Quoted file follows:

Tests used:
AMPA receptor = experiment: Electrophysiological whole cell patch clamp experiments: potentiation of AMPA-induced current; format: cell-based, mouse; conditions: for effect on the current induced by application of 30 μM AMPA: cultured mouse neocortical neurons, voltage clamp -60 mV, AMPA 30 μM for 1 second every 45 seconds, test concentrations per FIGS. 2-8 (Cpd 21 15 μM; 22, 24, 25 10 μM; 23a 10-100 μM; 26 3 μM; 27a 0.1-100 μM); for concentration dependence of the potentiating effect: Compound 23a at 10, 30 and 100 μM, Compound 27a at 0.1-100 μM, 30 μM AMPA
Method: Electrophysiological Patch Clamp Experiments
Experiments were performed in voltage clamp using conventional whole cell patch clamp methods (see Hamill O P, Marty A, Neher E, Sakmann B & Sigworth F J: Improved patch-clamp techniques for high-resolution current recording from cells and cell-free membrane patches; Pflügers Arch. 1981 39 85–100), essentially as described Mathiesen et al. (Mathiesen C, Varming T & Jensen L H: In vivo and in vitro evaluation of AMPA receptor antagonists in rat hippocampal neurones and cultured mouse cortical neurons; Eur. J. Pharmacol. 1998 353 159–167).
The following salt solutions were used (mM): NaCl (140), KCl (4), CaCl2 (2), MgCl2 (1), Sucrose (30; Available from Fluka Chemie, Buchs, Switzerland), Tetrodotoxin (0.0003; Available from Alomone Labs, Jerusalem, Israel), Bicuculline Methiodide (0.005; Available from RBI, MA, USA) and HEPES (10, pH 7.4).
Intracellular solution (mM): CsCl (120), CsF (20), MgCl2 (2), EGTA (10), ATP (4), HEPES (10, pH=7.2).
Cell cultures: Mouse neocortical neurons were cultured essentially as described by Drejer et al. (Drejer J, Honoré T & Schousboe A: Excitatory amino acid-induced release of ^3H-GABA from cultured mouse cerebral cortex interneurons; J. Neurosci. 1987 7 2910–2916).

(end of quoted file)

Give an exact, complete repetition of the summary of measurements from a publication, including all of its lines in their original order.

Tests used:
AMPA receptor = experiment: Electrophysiological whole cell patch clamp experiments: potentiation of AMPA-induced current; format: cell-based, mouse; conditions: for effect on the current induced by application of 30 μM AMPA: cultured mouse neocortical neurons, voltage clamp -60 mV, AMPA 30 μM for 1 second every 45 seconds, test concentrations per FIGS. 2-8 (Cpd 21 15 μM; 22, 24, 25 10 μM; 23a 10-100 μM; 26 3 μM; 27a 0.1-100 μM); for concentration dependence of the potentiating effect: Compound 23a at 10, 30 and 100 μM, Compound 27a at 0.1-100 μM, 30 μM AMPA
Method: Electrophysiological Patch Clamp Experiments
Experiments were performed in voltage clamp using conventional whole cell patch clamp methods (see Hamill O P, Marty A, Neher E, Sakmann B & Sigworth F J: Improved patch-clamp techniques for high-resolution current recording from cells and cell-free membrane patches; Pflügers Arch. 1981 39 85–100), essentially as described Mathiesen et al. (Mathiesen C, Varming T & Jensen L H: In vivo and in vitro evaluation of AMPA receptor antagonists in rat hippocampal neurones and cultured mouse cortical neurons; Eur. J. Pharmacol. 1998 353 159–167).
The following salt solutions were used (mM): NaCl (140), KCl (4), CaCl2 (2), MgCl2 (1), Sucrose (30; Available from Fluka Chemie, Buchs, Switzerland), Tetrodotoxin (0.0003; Available from Alomone Labs, Jerusalem, Israel), Bicuculline Methiodide (0.005; Available from RBI, MA, USA) and HEPES (10, pH 7.4).
Intracellular solution (mM): CsCl (120), CsF (20), MgCl2 (2), EGTA (10), ATP (4), HEPES (10, pH=7.2).
Cell cultures: Mouse neocortical neurons were cultured essentially as described by Drejer et al. (Drejer J, Honoré T & Schousboe A: Excitatory amino acid-induced release of ^3H-GABA from cultured mouse cerebral cortex interneurons; J. Neurosci. 1987 7 2910–2916).